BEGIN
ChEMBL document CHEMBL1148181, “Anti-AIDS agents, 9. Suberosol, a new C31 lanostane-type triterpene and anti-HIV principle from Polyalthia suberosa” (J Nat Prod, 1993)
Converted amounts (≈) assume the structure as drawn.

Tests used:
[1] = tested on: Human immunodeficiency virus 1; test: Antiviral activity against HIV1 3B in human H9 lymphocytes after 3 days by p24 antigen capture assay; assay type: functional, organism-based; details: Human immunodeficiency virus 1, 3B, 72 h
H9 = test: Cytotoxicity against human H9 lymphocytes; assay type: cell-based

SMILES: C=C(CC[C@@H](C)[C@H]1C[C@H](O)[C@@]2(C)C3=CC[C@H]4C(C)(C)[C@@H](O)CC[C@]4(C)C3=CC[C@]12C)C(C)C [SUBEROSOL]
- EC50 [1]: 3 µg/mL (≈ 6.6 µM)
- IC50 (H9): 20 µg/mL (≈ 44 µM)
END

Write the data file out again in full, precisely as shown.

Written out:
ChEMBL document CHEMBL1148181, “Anti-AIDS agents, 9. Suberosol, a new C31 lanostane-type triterpene and anti-HIV principle from Polyalthia suberosa” (J Nat Prod, 1993)
Converted amounts (≈) assume the structure as drawn.

Tests used:
[1] = tested on: Human immunodeficiency virus 1; test: Antiviral activity against HIV1 3B in human H9 lymphocytes after 3 days by p24 antigen capture assay; assay type: functional, organism-based; details: Human immunodeficiency virus 1, 3B, 72 h
H9 = test: Cytotoxicity against human H9 lymphocytes; assay type: cell-based

SMILES: C=C(CC[C@@H](C)[C@H]1C[C@H](O)[C@@]2(C)C3=CC[C@H]4C(C)(C)[C@@H](O)CC[C@]4(C)C3=CC[C@]12C)C(C)C [SUBEROSOL]
- EC50 [1]: 3 µg/mL (≈ 6.6 µM)
- IC50 (H9): 20 µg/mL (≈ 44 µM)